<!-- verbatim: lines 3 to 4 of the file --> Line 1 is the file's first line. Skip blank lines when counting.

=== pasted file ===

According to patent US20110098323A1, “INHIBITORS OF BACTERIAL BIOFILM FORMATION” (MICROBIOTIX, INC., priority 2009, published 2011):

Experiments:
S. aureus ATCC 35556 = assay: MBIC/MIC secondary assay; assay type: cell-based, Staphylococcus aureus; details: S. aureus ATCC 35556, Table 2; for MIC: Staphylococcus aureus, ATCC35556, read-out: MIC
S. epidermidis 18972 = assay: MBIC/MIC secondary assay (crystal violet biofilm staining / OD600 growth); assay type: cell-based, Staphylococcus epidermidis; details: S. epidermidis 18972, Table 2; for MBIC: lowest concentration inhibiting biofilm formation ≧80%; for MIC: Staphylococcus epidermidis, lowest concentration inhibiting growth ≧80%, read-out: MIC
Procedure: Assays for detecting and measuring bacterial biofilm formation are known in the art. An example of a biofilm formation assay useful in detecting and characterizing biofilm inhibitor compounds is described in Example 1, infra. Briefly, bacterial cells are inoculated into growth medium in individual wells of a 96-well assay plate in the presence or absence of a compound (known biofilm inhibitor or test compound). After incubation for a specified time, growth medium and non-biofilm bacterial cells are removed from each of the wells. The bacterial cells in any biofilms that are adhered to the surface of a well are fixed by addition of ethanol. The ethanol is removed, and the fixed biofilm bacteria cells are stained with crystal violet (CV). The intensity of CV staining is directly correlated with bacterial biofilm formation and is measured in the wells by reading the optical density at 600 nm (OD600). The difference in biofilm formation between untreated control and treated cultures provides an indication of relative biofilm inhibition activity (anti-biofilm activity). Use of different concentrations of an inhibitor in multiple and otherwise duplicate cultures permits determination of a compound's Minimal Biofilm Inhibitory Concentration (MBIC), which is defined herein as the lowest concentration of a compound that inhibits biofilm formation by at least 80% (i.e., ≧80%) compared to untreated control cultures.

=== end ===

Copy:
S. aureus ATCC 35556 = assay: MBIC/MIC secondary assay; assay type: cell-based, Staphylococcus aureus; details: S. aureus ATCC 35556, Table 2; for MIC: Staphylococcus aureus, ATCC35556, read-out: MIC
S. epidermidis 18972 = assay: MBIC/MIC secondary assay (crystal violet biofilm staining / OD600 growth); assay type: cell-based, Staphylococcus epidermidis; details: S. epidermidis 18972, Table 2; for MBIC: lowest concentration inhibiting biofilm formation ≧80%; for MIC: Staphylococcus epidermidis, lowest concentration inhibiting growth ≧80%, read-out: MIC